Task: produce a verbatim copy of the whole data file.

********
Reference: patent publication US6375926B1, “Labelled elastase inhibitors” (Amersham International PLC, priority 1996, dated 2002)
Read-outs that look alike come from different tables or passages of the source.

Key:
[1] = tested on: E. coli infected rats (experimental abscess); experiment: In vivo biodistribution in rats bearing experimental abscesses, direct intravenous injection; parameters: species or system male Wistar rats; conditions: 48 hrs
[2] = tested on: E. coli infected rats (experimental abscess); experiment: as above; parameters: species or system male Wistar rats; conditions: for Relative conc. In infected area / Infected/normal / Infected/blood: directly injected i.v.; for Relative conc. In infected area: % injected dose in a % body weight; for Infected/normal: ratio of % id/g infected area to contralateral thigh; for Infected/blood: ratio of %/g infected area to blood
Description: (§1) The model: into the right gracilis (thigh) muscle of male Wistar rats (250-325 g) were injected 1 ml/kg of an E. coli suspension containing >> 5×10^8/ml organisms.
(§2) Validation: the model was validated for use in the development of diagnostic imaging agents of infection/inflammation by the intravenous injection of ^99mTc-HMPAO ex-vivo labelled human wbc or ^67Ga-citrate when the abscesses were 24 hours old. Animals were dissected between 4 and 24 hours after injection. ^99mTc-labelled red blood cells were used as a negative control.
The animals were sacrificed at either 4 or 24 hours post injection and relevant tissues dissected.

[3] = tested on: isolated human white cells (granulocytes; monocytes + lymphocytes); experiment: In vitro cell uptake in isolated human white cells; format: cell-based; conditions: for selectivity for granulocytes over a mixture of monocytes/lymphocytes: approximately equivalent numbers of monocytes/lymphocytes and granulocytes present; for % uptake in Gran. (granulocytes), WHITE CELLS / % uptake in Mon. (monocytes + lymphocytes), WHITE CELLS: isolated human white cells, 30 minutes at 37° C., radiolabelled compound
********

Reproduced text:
Reference: patent publication US6375926B1, “Labelled elastase inhibitors” (Amersham International PLC, priority 1996, dated 2002)
Read-outs that look alike come from different tables or passages of the source.

Key:
[1] = tested on: E. coli infected rats (experimental abscess); experiment: In vivo biodistribution in rats bearing experimental abscesses, direct intravenous injection; parameters: species or system male Wistar rats; conditions: 48 hrs
[2] = tested on: E. coli infected rats (experimental abscess); experiment: as above; parameters: species or system male Wistar rats; conditions: for Relative conc. In infected area / Infected/normal / Infected/blood: directly injected i.v.; for Relative conc. In infected area: % injected dose in a % body weight; for Infected/normal: ratio of % id/g infected area to contralateral thigh; for Infected/blood: ratio of %/g infected area to blood
Description: (§1) The model: into the right gracilis (thigh) muscle of male Wistar rats (250-325 g) were injected 1 ml/kg of an E. coli suspension containing >> 5×10^8/ml organisms.
(§2) Validation: the model was validated for use in the development of diagnostic imaging agents of infection/inflammation by the intravenous injection of ^99mTc-HMPAO ex-vivo labelled human wbc or ^67Ga-citrate when the abscesses were 24 hours old. Animals were dissected between 4 and 24 hours after injection. ^99mTc-labelled red blood cells were used as a negative control.
The animals were sacrificed at either 4 or 24 hours post injection and relevant tissues dissected.

[3] = tested on: isolated human white cells (granulocytes; monocytes + lymphocytes); experiment: In vitro cell uptake in isolated human white cells; format: cell-based; conditions: for selectivity for granulocytes over a mixture of monocytes/lymphocytes: approximately equivalent numbers of monocytes/lymphocytes and granulocytes present; for % uptake in Gran. (granulocytes), WHITE CELLS / % uptake in Mon. (monocytes + lymphocytes), WHITE CELLS: isolated human white cells, 30 minutes at 37° C., radiolabelled compound